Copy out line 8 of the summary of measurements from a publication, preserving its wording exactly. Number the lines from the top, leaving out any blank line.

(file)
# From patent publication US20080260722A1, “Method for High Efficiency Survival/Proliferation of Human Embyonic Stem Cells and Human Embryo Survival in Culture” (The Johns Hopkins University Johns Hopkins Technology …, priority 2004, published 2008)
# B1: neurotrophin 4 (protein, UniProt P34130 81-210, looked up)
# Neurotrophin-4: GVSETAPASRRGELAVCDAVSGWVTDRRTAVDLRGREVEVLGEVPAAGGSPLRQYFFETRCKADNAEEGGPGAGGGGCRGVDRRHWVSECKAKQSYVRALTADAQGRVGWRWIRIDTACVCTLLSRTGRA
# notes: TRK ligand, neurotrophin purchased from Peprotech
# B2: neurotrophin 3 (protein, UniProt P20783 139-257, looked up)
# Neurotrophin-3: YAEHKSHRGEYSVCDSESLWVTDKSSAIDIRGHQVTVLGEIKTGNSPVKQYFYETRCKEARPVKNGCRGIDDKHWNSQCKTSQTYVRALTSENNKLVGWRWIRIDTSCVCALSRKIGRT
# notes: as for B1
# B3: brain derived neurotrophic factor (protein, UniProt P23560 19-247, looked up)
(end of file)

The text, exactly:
# B3: brain derived neurotrophic factor (protein, UniProt P23560 19-247, looked up)